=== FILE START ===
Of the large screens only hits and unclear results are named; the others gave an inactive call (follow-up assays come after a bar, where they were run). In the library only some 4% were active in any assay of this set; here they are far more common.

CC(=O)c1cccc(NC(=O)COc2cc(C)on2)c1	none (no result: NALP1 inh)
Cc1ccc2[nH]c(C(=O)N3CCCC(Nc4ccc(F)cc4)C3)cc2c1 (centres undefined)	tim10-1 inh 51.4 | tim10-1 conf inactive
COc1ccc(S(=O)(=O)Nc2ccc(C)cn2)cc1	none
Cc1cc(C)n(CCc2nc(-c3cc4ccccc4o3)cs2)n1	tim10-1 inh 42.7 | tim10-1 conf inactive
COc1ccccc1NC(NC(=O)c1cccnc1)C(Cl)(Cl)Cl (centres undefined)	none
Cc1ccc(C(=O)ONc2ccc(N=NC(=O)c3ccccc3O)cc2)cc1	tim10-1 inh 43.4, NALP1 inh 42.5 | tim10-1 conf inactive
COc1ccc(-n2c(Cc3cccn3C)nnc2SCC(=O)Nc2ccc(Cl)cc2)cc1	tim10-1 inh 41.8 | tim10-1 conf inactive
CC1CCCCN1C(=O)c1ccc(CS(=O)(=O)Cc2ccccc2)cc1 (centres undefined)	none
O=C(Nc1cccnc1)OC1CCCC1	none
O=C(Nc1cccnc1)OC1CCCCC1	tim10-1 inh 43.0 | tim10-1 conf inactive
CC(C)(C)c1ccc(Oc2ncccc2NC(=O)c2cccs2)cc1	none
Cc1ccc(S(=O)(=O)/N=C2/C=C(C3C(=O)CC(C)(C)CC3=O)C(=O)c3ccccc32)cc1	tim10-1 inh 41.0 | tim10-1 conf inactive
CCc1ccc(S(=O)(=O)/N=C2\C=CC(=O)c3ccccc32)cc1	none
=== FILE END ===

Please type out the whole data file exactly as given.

Of the large screens only hits and unclear results are named; the others gave an inactive call (follow-up assays come after a bar, where they were run). In the library only some 4% were active in any assay of this set; here they are far more common.

CC(=O)c1cccc(NC(=O)COc2cc(C)on2)c1	none (no result: NALP1 inh)
Cc1ccc2[nH]c(C(=O)N3CCCC(Nc4ccc(F)cc4)C3)cc2c1 (centres undefined)	tim10-1 inh 51.4 | tim10-1 conf inactive
COc1ccc(S(=O)(=O)Nc2ccc(C)cn2)cc1	none
Cc1cc(C)n(CCc2nc(-c3cc4ccccc4o3)cs2)n1	tim10-1 inh 42.7 | tim10-1 conf inactive
COc1ccccc1NC(NC(=O)c1cccnc1)C(Cl)(Cl)Cl (centres undefined)	none
Cc1ccc(C(=O)ONc2ccc(N=NC(=O)c3ccccc3O)cc2)cc1	tim10-1 inh 43.4, NALP1 inh 42.5 | tim10-1 conf inactive
COc1ccc(-n2c(Cc3cccn3C)nnc2SCC(=O)Nc2ccc(Cl)cc2)cc1	tim10-1 inh 41.8 | tim10-1 conf inactive
CC1CCCCN1C(=O)c1ccc(CS(=O)(=O)Cc2ccccc2)cc1 (centres undefined)	none
O=C(Nc1cccnc1)OC1CCCC1	none
O=C(Nc1cccnc1)OC1CCCCC1	tim10-1 inh 43.0 | tim10-1 conf inactive
CC(C)(C)c1ccc(Oc2ncccc2NC(=O)c2cccs2)cc1	none
Cc1ccc(S(=O)(=O)/N=C2/C=C(C3C(=O)CC(C)(C)CC3=O)C(=O)c3ccccc32)cc1	tim10-1 inh 41.0 | tim10-1 conf inactive
CCc1ccc(S(=O)(=O)/N=C2\C=CC(=O)c3ccccc32)cc1	none